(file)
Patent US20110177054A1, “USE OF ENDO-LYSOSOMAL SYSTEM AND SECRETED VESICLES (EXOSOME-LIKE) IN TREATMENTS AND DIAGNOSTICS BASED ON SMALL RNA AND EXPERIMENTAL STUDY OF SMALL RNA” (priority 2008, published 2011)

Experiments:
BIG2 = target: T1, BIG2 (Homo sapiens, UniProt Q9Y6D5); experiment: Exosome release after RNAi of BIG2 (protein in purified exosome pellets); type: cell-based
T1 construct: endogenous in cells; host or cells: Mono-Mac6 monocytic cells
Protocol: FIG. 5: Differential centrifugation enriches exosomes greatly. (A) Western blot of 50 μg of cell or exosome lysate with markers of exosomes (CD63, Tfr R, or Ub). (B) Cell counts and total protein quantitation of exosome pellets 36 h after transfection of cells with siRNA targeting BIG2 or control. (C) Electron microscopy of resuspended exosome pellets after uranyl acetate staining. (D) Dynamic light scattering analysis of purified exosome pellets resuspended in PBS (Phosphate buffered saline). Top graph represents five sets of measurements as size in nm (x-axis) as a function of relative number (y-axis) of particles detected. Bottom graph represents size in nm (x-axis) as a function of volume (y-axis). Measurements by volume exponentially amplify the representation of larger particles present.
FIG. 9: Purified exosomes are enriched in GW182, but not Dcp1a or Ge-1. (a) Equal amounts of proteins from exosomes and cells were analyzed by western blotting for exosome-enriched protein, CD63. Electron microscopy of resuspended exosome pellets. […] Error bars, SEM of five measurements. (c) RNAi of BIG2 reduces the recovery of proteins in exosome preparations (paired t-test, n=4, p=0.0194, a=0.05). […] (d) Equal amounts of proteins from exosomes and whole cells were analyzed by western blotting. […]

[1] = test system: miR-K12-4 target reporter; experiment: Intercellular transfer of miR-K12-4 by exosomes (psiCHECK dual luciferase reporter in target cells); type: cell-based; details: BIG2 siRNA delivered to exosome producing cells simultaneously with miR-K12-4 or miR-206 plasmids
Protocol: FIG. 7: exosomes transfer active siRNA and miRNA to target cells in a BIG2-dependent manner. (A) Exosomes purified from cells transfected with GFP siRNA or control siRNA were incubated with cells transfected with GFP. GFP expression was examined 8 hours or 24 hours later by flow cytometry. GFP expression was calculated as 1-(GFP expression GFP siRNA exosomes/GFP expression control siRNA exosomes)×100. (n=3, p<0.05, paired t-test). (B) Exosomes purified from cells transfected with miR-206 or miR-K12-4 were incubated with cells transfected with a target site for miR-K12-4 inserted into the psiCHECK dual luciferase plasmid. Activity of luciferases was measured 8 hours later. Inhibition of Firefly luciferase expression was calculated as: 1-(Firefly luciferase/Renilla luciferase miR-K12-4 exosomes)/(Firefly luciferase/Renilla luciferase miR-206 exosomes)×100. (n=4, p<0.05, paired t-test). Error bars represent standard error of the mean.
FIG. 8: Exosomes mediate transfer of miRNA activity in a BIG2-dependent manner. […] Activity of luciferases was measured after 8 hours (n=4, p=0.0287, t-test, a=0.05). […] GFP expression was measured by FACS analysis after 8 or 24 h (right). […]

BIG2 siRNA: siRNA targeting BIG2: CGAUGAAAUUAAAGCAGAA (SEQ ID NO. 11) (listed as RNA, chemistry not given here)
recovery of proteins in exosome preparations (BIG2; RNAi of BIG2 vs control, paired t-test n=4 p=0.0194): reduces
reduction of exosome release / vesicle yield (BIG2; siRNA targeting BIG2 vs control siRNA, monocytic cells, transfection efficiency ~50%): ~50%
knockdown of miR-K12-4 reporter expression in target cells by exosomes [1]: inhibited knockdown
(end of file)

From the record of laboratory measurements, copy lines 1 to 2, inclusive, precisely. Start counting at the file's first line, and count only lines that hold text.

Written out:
Patent US20110177054A1, “USE OF ENDO-LYSOSOMAL SYSTEM AND SECRETED VESICLES (EXOSOME-LIKE) IN TREATMENTS AND DIAGNOSTICS BASED ON SMALL RNA AND EXPERIMENTAL STUDY OF SMALL RNA” (priority 2008, published 2011)

Experiments: